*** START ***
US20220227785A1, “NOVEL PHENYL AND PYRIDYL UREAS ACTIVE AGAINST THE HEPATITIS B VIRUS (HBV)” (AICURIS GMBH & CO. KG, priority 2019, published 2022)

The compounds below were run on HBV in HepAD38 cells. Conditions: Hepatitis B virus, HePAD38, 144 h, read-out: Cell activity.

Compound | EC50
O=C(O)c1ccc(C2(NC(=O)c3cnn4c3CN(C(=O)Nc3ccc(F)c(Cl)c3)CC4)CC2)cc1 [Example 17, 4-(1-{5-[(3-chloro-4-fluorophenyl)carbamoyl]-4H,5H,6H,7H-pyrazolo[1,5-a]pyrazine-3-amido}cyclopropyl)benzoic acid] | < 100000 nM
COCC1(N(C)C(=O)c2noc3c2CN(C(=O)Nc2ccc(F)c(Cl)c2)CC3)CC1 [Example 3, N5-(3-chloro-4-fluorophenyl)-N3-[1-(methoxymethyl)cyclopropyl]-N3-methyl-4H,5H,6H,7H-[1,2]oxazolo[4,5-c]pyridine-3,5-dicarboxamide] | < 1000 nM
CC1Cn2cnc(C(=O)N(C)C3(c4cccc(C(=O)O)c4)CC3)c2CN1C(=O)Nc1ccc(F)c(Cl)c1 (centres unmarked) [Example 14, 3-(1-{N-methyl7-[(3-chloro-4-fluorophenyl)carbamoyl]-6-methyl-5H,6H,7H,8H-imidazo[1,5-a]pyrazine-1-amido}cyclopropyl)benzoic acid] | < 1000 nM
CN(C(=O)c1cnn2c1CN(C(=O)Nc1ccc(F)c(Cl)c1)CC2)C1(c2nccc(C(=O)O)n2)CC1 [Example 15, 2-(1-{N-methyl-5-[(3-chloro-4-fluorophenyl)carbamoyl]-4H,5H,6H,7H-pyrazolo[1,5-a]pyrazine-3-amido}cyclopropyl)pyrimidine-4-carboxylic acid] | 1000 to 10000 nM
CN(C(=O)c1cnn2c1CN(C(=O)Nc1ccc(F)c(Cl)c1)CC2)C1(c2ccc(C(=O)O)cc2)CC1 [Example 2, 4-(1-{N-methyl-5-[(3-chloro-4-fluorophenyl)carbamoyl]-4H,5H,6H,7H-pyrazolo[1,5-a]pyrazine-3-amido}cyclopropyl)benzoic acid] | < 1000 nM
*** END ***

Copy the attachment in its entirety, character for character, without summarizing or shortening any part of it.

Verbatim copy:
US20220227785A1, “NOVEL PHENYL AND PYRIDYL UREAS ACTIVE AGAINST THE HEPATITIS B VIRUS (HBV)” (AICURIS GMBH & CO. KG, priority 2019, published 2022)

The compounds below were run on HBV in HepAD38 cells. Conditions: Hepatitis B virus, HePAD38, 144 h, read-out: Cell activity.

Compound | EC50
O=C(O)c1ccc(C2(NC(=O)c3cnn4c3CN(C(=O)Nc3ccc(F)c(Cl)c3)CC4)CC2)cc1 [Example 17, 4-(1-{5-[(3-chloro-4-fluorophenyl)carbamoyl]-4H,5H,6H,7H-pyrazolo[1,5-a]pyrazine-3-amido}cyclopropyl)benzoic acid] | < 100000 nM
COCC1(N(C)C(=O)c2noc3c2CN(C(=O)Nc2ccc(F)c(Cl)c2)CC3)CC1 [Example 3, N5-(3-chloro-4-fluorophenyl)-N3-[1-(methoxymethyl)cyclopropyl]-N3-methyl-4H,5H,6H,7H-[1,2]oxazolo[4,5-c]pyridine-3,5-dicarboxamide] | < 1000 nM
CC1Cn2cnc(C(=O)N(C)C3(c4cccc(C(=O)O)c4)CC3)c2CN1C(=O)Nc1ccc(F)c(Cl)c1 (centres unmarked) [Example 14, 3-(1-{N-methyl7-[(3-chloro-4-fluorophenyl)carbamoyl]-6-methyl-5H,6H,7H,8H-imidazo[1,5-a]pyrazine-1-amido}cyclopropyl)benzoic acid] | < 1000 nM
CN(C(=O)c1cnn2c1CN(C(=O)Nc1ccc(F)c(Cl)c1)CC2)C1(c2nccc(C(=O)O)n2)CC1 [Example 15, 2-(1-{N-methyl-5-[(3-chloro-4-fluorophenyl)carbamoyl]-4H,5H,6H,7H-pyrazolo[1,5-a]pyrazine-3-amido}cyclopropyl)pyrimidine-4-carboxylic acid] | 1000 to 10000 nM
CN(C(=O)c1cnn2c1CN(C(=O)Nc1ccc(F)c(Cl)c1)CC2)C1(c2ccc(C(=O)O)cc2)CC1 [Example 2, 4-(1-{N-methyl-5-[(3-chloro-4-fluorophenyl)carbamoyl]-4H,5H,6H,7H-pyrazolo[1,5-a]pyrazine-3-amido}cyclopropyl)benzoic acid] | < 1000 nM